Line of Duty star Vicky McClure calls for action to help people with dementia in new Alzheimer’s Society ambassador role
Award-winning actor Vicky McClure has today announced her commitment to help build a dementia-friendly UK after being appointed as an Alzheimer’s Society Ambassador.
With one person developing dementia every three minutes in the UK, it is a move that formally signals the Line of Duty and This is England star’s determination to support the nation’s leading dementia charity on its mission to support people with dementia to live the lives they want and be included in society.
Vicky’s announcement coincides with Alzheimer’s Society’s first ever national Dementia Action Week (21-27 May), renamed from Dementia Awareness Week, in recognition that it is action that is urgently needed to help people with dementia and their carers get the support they need and feel included and not abandoned in their communities.
She put her determination into action this week. As well as confirming her role as an Alzheimer’s Society ambassador, Vicky took to social media on Monday as Dementia Action Week kicked off, to urge people to take small actions to help people with the condition to live the lives they want to lead in their own communities while stating her own action “is to be patient”.
And, inspired by personal experience and through her support for Alzheimer’s Society, she busy working on a new BBC One documentary, My Dementia Choir, which will examine the importance of music to people who are living with dementia.
Commenting on her new Alzheimer’s Society role, Vicky said:
'I have to say, I am truly honoured to take on the role as an Ambassador for Alzheimer’s Society because the fight against dementia is a cause that is really close to my heart.
'Sadly, one person develops dementia every three minutes and it seems that almost everyone knows someone whose life has been affected. Having seen my Nan develop dementia, I know from personal experience just how confusing and upsetting a condition it can be and we need to unite and stand up to it together.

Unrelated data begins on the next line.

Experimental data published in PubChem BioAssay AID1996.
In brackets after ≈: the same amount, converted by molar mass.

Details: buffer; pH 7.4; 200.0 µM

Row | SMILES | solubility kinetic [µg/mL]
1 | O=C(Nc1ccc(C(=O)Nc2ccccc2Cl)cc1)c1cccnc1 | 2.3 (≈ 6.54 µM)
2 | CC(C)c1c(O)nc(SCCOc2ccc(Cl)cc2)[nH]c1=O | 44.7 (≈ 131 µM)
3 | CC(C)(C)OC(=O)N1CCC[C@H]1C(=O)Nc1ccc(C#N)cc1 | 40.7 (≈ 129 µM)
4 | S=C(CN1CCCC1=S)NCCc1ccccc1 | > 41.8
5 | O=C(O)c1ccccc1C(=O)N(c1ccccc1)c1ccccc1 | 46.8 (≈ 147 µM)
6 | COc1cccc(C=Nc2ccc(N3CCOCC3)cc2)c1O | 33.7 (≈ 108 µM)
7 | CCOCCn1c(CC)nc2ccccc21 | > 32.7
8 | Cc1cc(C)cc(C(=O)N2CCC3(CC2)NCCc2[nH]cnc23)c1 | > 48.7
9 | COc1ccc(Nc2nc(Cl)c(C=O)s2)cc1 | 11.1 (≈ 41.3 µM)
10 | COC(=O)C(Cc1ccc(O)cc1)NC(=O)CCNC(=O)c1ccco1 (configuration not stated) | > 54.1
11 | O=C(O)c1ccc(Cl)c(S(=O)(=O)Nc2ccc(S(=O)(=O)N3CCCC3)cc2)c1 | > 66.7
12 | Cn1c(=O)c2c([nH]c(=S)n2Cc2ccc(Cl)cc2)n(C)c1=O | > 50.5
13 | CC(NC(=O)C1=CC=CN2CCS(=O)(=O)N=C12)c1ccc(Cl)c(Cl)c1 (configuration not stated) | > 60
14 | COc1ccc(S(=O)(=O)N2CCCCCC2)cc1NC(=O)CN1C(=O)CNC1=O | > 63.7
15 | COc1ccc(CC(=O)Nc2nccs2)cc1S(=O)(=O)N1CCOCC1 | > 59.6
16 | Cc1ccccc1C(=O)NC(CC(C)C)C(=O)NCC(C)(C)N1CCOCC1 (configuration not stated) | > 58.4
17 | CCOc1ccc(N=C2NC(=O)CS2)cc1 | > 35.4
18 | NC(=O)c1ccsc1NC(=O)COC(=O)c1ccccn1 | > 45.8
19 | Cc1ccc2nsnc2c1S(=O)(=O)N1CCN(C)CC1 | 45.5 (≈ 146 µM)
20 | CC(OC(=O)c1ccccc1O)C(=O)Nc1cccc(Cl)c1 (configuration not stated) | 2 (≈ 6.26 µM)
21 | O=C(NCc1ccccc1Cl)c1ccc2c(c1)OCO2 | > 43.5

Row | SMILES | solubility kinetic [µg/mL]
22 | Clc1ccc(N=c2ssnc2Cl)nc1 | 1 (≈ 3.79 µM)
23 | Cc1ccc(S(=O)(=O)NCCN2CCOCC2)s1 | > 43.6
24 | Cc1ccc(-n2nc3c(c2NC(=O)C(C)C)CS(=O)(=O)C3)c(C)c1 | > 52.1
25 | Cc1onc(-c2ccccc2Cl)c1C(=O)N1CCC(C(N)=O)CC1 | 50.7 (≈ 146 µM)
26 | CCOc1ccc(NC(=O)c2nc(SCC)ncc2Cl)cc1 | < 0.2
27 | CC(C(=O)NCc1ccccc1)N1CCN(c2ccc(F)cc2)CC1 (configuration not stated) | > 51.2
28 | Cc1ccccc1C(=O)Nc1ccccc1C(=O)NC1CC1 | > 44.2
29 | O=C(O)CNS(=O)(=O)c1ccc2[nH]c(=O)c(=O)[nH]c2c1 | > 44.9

'I am determined to do my bit to help and that is why I jumped at the chance of becoming an Alzheimer’s Society Ambassador because actions speak louder than words. I’d encourage everybody to take part in Dementia Action Week to help give people who live with dementia the best life they can have.
'I’ve been lucky enough to win a BAFTA and an RTS award for my work in the past but being asked to become an Alzheimer’s Society Ambassador is right up there with these awards because battling dementia and raising awareness is so personal to me.'
Dementia Action Week is a campaign that is close to Vicky’s heart because her Nan, Iris, was living with Alzheimer’s until her death from the disease in 2015.
While much progress has been made to becoming a dementia friendly UK, including 2.4 million Alzheimer’s Society Dementia Friends and over 350 dementia friendly communities across the UK, people with dementia tell us that more urgently needs to be done.
Vicky is a passionate supporter of Alzheimer’s Society campaigns and has taken part in the charity’s flagship fundraising event Memory Walk in her hometown of Nottingham for the last seven years.
She is among several high-profile figures who have agreed to become Alzheimer’s Society ambassadors alongside:
- Former Government Minister Hazel Blears
- Iceland founder Sir Malcolm Walker
- Hotelier Laurence Geller CBE
- Former Lloyds Bank Group executive Dr Kamel Hothi OBE
- Insurance chief Chris Wallace
- Investment banker Rupert Adams
They are united by the aim to work with Alzheimer’s Society to create a world without dementia and support the charity’s mission to transform the landscape of dementia forever.
Dementia is the biggest health and social challenge facing the UK. With one person diagnosed with dementia every three minutes across the country, almost everyone knows someone affected but too many people face the condition alone, without adequate support. Dementia Awareness Week has been renamed Dementia Action Week this year in recognition that it is action that is urgently needed to help people with dementia and their carers feel included and not abandoned in their community.
Commenting on the announcement of new ambassadors, Jeremy Hughes, Alzheimer’s Society Chief Executive Officer, said:
As a passionate supporter of Alzheimer’s Society, Vicky has bolstered our campaigns and driven forward our fundraising projects to improving the support we provide for people with dementia and carers, and helping us to fund valuable research projects.
'I am very grateful for the wholehearted way that Vicky has backed our work and as an Alzheimer’s Society Ambassador, she will be using her considerable energy, dedication and campaigning spirit, to help us to get the message out there that things must change for people with dementia.
'With one person developing dementia every three minutes in the UK, we are delighted to have Vicky on our side as a much-valued Ambassador. Her work with us on Memory Walk over the years alone shows the impact she can make and everyone knows someone whose life has been affected but yet too many people face it alone, without adequate support.
'Together we will power the growing dementia movement for change and we are urging everyone else to follow Vicky’s lead and to get involved and pledge their support.'
To get involved in Dementia Action Week and unite against dementia, visit alzheimers.org.uk/DAW